by Lloyd Lawry
My Daddy, Bennie Eugene Lawry, was born February 15, 1895, near Bronson, Kansas. Evidently, he wasn't too fond of the "Bennie." By the time I first knew him he had shortened it to Ben.
When he was small, he must have had two brothers, two sisters, one half-brother and one half-sister living at home. Grandpa Lawry lost his eyesight in 1888, so they had to struggle just to live.
He attended Stony Point School. I believe he completed the eighth grade. He said he farmed the home place the year he was 14. It was done with a plow and a cultivator that he walked behind as the horses pulled them.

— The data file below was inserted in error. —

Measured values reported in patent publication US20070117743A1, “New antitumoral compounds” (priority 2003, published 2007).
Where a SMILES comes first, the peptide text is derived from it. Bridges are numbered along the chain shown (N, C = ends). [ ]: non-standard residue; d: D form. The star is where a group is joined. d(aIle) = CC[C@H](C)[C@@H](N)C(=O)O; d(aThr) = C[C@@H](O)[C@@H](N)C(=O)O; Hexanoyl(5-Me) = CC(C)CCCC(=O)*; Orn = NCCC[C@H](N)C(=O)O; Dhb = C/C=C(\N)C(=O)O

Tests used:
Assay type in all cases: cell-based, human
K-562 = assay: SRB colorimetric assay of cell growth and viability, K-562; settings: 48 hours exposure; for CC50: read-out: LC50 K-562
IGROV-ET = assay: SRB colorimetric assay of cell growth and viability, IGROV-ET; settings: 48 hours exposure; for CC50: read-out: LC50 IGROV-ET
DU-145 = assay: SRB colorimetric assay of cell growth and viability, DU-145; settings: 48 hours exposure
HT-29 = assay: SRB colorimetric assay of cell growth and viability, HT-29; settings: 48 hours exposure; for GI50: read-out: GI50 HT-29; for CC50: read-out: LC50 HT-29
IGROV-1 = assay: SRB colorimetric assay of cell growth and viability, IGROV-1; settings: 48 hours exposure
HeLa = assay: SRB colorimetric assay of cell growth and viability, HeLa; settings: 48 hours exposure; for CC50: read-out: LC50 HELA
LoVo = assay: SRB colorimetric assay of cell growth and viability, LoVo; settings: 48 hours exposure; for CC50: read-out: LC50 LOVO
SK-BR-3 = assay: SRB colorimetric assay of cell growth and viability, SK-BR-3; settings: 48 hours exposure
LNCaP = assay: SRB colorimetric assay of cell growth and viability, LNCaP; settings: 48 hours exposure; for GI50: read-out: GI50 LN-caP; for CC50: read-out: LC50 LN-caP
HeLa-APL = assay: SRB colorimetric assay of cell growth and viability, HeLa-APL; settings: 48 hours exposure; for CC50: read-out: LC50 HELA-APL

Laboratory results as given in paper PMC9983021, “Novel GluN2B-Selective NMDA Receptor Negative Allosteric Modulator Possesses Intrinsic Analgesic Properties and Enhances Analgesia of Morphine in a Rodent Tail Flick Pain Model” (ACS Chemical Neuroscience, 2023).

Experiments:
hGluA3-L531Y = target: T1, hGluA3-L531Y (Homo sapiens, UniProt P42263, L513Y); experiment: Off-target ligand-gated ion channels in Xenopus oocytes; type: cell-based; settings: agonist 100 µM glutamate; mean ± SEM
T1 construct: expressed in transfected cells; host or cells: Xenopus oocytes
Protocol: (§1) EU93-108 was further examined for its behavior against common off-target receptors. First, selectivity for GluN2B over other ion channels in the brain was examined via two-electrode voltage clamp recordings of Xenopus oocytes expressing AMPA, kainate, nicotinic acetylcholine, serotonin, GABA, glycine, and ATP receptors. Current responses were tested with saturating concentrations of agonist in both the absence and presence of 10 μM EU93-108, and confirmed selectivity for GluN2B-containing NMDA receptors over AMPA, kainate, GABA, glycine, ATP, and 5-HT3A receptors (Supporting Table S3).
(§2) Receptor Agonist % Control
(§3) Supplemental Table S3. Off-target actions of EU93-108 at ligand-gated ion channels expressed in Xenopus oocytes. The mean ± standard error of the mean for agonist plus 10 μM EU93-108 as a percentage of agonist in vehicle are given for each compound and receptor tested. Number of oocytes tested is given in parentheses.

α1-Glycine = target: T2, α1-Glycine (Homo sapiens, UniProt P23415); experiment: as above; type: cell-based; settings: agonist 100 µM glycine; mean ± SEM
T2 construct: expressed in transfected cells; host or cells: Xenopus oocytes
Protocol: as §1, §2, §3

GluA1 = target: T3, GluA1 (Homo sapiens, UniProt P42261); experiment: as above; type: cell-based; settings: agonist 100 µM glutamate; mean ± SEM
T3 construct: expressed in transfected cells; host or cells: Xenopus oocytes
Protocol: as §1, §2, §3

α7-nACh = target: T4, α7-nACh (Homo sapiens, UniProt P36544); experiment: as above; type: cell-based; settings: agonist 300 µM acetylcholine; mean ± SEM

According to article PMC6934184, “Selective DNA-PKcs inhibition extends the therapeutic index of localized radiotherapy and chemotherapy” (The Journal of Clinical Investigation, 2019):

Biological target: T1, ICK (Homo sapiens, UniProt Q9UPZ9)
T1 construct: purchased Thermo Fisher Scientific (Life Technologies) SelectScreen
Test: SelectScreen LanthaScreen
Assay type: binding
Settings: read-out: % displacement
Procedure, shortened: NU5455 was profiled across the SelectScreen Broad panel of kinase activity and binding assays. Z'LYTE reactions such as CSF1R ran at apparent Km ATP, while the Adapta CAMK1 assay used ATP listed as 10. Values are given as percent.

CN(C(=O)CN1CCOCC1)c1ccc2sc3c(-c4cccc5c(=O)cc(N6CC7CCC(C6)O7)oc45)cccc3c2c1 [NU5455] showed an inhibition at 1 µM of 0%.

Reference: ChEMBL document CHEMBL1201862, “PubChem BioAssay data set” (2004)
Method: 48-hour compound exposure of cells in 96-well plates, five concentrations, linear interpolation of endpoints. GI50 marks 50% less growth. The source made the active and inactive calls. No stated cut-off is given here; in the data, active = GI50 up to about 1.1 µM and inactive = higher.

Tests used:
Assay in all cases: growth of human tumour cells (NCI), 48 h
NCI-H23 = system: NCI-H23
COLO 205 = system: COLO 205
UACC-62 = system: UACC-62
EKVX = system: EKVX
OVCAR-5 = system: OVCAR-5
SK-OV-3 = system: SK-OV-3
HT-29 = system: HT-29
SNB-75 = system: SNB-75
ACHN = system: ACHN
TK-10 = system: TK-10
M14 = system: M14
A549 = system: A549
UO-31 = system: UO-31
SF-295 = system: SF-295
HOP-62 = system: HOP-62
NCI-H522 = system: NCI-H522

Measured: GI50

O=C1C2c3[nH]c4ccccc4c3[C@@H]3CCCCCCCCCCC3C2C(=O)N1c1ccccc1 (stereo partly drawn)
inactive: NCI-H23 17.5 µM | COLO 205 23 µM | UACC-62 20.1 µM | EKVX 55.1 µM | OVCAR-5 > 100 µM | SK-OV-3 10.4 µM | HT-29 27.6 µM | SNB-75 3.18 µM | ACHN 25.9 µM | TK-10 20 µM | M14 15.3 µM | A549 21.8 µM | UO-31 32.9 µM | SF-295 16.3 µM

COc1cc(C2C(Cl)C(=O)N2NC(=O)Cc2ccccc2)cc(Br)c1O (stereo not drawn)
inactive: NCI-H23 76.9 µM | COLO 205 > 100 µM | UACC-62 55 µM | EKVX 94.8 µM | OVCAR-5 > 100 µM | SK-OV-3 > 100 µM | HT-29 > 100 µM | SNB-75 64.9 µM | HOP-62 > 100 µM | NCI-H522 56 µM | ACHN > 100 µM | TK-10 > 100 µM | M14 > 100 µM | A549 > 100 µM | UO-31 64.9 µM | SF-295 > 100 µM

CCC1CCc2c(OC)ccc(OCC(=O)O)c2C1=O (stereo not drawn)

He never told me much about his early life. I do have two tales of his experiences during his horse and buggy days. He had a "moon-eyed" horse that ran him into a creek off a low water bridge, and one time he asked a girl if he could drive her home. She replied, "you can if you have any harness that will fit me.”
He married my mother in 1918, and they went to Santa Rita, New Mexico, where he obtained a job carrying samples of the copper ore from the mines. I think one of Grandpa Lawry's daughters by his first marriage lived there and found the opportunity of a job for him.
He told of an incident which made him think his guardian angel was watching over him. He was walking along in the dark when he felt that something had stopped him. He stopped immediately and lit a match. He was standing on the brink of a deep pit. One more step and he would have fallen, probably to his death.